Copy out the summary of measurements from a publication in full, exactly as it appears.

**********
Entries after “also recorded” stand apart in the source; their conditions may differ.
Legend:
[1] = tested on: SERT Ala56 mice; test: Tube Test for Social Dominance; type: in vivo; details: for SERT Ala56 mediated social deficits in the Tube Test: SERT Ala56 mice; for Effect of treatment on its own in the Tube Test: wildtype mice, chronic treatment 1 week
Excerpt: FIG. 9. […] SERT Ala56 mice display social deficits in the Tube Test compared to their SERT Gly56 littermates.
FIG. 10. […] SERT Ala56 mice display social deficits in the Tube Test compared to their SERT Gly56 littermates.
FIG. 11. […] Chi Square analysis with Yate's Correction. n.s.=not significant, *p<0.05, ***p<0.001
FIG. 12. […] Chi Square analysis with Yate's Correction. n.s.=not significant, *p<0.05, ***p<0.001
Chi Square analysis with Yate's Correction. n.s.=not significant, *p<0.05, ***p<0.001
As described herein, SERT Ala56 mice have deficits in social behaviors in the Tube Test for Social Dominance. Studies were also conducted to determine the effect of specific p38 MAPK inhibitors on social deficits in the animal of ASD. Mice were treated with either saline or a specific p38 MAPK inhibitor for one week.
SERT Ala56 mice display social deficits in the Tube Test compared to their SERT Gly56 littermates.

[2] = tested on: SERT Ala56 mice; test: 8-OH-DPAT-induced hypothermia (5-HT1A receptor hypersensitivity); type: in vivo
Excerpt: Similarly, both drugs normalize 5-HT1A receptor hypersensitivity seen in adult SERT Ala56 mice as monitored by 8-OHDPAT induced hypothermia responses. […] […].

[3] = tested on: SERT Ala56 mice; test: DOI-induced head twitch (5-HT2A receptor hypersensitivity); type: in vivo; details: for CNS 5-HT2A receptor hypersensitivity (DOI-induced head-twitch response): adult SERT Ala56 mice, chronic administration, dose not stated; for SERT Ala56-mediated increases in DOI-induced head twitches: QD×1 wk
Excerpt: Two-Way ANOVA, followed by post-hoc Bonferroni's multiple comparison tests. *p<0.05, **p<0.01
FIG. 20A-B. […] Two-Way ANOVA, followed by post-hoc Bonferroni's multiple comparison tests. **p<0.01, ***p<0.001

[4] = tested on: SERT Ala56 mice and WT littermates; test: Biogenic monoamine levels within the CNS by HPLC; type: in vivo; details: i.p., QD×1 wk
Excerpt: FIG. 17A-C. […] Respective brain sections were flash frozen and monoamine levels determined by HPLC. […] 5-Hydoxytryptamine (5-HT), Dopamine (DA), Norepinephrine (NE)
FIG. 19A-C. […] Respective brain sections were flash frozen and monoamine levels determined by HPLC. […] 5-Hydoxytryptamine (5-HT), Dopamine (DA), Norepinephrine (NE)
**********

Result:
Entries after “also recorded” stand apart in the source; their conditions may differ.
Legend:
[1] = tested on: SERT Ala56 mice; test: Tube Test for Social Dominance; type: in vivo; details: for SERT Ala56 mediated social deficits in the Tube Test: SERT Ala56 mice; for Effect of treatment on its own in the Tube Test: wildtype mice, chronic treatment 1 week
Excerpt: FIG. 9. […] SERT Ala56 mice display social deficits in the Tube Test compared to their SERT Gly56 littermates.
FIG. 10. […] SERT Ala56 mice display social deficits in the Tube Test compared to their SERT Gly56 littermates.
FIG. 11. […] Chi Square analysis with Yate's Correction. n.s.=not significant, *p<0.05, ***p<0.001
FIG. 12. […] Chi Square analysis with Yate's Correction. n.s.=not significant, *p<0.05, ***p<0.001
Chi Square analysis with Yate's Correction. n.s.=not significant, *p<0.05, ***p<0.001
As described herein, SERT Ala56 mice have deficits in social behaviors in the Tube Test for Social Dominance. Studies were also conducted to determine the effect of specific p38 MAPK inhibitors on social deficits in the animal of ASD. Mice were treated with either saline or a specific p38 MAPK inhibitor for one week.
SERT Ala56 mice display social deficits in the Tube Test compared to their SERT Gly56 littermates.

[2] = tested on: SERT Ala56 mice; test: 8-OH-DPAT-induced hypothermia (5-HT1A receptor hypersensitivity); type: in vivo
Excerpt: Similarly, both drugs normalize 5-HT1A receptor hypersensitivity seen in adult SERT Ala56 mice as monitored by 8-OHDPAT induced hypothermia responses. […] […].

[3] = tested on: SERT Ala56 mice; test: DOI-induced head twitch (5-HT2A receptor hypersensitivity); type: in vivo; details: for CNS 5-HT2A receptor hypersensitivity (DOI-induced head-twitch response): adult SERT Ala56 mice, chronic administration, dose not stated; for SERT Ala56-mediated increases in DOI-induced head twitches: QD×1 wk
Excerpt: Two-Way ANOVA, followed by post-hoc Bonferroni's multiple comparison tests. *p<0.05, **p<0.01
FIG. 20A-B. […] Two-Way ANOVA, followed by post-hoc Bonferroni's multiple comparison tests. **p<0.01, ***p<0.001

[4] = tested on: SERT Ala56 mice and WT littermates; test: Biogenic monoamine levels within the CNS by HPLC; type: in vivo; details: i.p., QD×1 wk
Excerpt: FIG. 17A-C. […] Respective brain sections were flash frozen and monoamine levels determined by HPLC. […] 5-Hydoxytryptamine (5-HT), Dopamine (DA), Norepinephrine (NE)
FIG. 19A-C. […] Respective brain sections were flash frozen and monoamine levels determined by HPLC. […] 5-Hydoxytryptamine (5-HT), Dopamine (DA), Norepinephrine (NE)